When my wife I first started dating, my stepdaughters were little, and for some reason, they learned that they couldn’t figure out for themselves what the meal was going to be. There were times I’d be starting a pot of water, have spaghetti noodles, sauce, and cheese SITTING ON THE COUNTER, and they’d walk in, look at it, and then ask what’s for dinner.
This happened often enough, and was followed by, “But I don’t like that, ” often enough that I got sick of it, and one day told the three year old that the pot of soup I had going was actually kittens. “SHHHH. Listen, you can hear them mewing, if you’re quiet.” as the pot is bubbling away.
It got to be a thing, and 13 years later, they’re still asking what I’m making, and I’m still telling them it’s kittens. :)
I told my kids that Santa only comes to good kids houses. My oldest, who was 8 at the time, said that Santa didn’t come to her best friend’s house because she was Muslim. I said yeah, that’s just what her parents tell her because she can’t handle being told she’s bad every year.
Tell them their controller was plugged in.
Beanbags actually have badly behaved children inside them, ground up into little pieces.
Works a charm.
My dad used to mess with me and my siblings all the time:
black eyed peas are actually spider eyes
if you eat your crust you will learn how to whistle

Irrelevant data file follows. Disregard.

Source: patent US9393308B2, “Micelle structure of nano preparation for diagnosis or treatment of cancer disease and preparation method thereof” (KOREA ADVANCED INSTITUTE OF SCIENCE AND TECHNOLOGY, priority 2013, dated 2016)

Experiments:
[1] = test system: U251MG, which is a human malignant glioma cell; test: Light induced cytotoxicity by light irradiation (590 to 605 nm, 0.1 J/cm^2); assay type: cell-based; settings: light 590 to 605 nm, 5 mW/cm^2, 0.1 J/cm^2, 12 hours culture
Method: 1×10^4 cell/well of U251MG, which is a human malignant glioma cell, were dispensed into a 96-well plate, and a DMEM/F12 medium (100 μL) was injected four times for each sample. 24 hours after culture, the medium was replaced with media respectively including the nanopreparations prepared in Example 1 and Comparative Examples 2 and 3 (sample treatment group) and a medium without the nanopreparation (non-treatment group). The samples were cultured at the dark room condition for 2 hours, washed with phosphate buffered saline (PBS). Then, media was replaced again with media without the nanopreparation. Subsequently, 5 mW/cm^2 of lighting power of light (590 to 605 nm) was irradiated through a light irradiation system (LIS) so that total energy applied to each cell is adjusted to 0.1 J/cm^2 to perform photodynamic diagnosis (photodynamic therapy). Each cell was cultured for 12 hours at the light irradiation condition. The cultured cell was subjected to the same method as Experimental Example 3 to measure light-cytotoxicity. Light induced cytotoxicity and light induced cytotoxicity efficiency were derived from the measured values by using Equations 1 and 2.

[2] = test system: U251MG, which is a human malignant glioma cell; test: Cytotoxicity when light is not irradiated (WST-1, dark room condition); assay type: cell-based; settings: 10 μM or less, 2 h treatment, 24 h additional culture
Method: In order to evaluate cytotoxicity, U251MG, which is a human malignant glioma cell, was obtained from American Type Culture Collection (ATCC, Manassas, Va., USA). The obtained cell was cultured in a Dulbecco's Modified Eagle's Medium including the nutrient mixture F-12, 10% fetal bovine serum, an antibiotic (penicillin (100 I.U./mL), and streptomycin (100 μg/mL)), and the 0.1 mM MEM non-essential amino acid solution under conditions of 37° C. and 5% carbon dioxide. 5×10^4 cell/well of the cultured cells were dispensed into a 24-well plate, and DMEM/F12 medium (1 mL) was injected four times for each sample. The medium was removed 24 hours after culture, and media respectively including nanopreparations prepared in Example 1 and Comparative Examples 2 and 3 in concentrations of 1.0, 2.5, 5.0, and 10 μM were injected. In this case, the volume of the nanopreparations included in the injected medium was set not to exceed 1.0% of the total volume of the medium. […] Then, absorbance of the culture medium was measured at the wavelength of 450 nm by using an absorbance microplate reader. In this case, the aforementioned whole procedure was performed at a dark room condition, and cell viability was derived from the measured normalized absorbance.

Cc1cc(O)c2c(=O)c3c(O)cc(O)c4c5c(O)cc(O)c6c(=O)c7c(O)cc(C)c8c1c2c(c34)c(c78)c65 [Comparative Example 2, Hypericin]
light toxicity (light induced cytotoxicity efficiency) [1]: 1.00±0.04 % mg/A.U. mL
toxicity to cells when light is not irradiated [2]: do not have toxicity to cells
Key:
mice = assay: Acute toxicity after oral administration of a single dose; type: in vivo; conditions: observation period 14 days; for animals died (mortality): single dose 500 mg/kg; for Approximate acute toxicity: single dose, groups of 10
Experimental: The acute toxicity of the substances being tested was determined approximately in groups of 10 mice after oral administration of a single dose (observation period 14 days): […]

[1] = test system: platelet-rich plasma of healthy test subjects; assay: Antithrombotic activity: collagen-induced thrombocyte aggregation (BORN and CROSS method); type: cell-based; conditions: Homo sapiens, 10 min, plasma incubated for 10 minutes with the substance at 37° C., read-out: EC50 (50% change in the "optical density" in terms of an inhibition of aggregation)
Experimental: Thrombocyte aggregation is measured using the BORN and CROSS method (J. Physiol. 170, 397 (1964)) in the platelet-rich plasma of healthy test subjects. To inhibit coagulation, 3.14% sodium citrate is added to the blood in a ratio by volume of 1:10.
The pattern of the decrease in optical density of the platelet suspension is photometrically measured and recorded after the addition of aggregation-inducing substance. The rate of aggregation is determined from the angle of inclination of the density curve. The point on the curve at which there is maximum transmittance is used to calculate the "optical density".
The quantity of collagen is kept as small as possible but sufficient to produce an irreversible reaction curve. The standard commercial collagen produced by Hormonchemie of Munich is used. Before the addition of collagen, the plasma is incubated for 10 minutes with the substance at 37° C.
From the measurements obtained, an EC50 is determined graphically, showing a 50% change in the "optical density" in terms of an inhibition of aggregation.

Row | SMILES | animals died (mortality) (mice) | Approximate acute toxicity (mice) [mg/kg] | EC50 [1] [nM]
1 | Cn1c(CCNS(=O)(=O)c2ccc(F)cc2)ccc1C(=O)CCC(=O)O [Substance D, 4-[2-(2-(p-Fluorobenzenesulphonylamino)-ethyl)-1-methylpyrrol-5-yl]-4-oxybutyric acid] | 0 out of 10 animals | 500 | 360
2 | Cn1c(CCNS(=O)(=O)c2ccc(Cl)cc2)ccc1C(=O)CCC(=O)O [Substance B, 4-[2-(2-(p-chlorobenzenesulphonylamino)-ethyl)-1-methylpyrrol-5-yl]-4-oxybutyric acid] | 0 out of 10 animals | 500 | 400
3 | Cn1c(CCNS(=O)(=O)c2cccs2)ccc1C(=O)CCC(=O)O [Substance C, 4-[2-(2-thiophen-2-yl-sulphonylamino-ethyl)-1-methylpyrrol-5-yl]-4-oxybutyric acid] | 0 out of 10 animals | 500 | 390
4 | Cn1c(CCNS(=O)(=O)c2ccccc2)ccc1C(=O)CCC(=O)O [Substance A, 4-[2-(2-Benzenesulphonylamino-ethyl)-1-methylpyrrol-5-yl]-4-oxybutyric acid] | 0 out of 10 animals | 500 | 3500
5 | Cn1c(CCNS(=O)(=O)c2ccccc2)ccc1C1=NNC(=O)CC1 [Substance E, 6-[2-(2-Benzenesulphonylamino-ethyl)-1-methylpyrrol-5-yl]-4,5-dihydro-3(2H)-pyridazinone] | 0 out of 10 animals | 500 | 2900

I thought he was magic when he made the lights change.
He would ask one of us to stand up and show him how tall we were getting.. then would ask us to go fetch something for him.
Back when Pound Puppies were THE thing, my four-year-old wanted one badly. He got one for Easter, and I told him he was going to have to make sure he took good care of his new puppy. After he went to bed that night, with his new puppy, I came across some small brown pom-poms from a past project. On a whim, I decided to put a few under his puppy. The next morning, my son came into the living room and asked for some paper towel…so he could clean up the puppy poo. He’s 31 now, and we still laugh about it.
My friend’s dad when he was little: “Hey buddy, have you been pushing your nipples in every night?”
“You haven’t been pushing them in?”
“Why would I need to?!”
“You know how mommy looks different? She has boobs, right?”
“And men don’t. Because we push our nipples in at night. But you haven’t been.”
Commence panic that lasts for several months…
I told a kid that a car was essentially four unicycles lashed together, and there were really small people peddling at super high speed.
When I was in 9th grade I told a 7th grade girl that whenever a guy has his hand in his pockets he’s masturbating. She ran around the mall pointing people out to me and couldn’t believe she had never noticed it before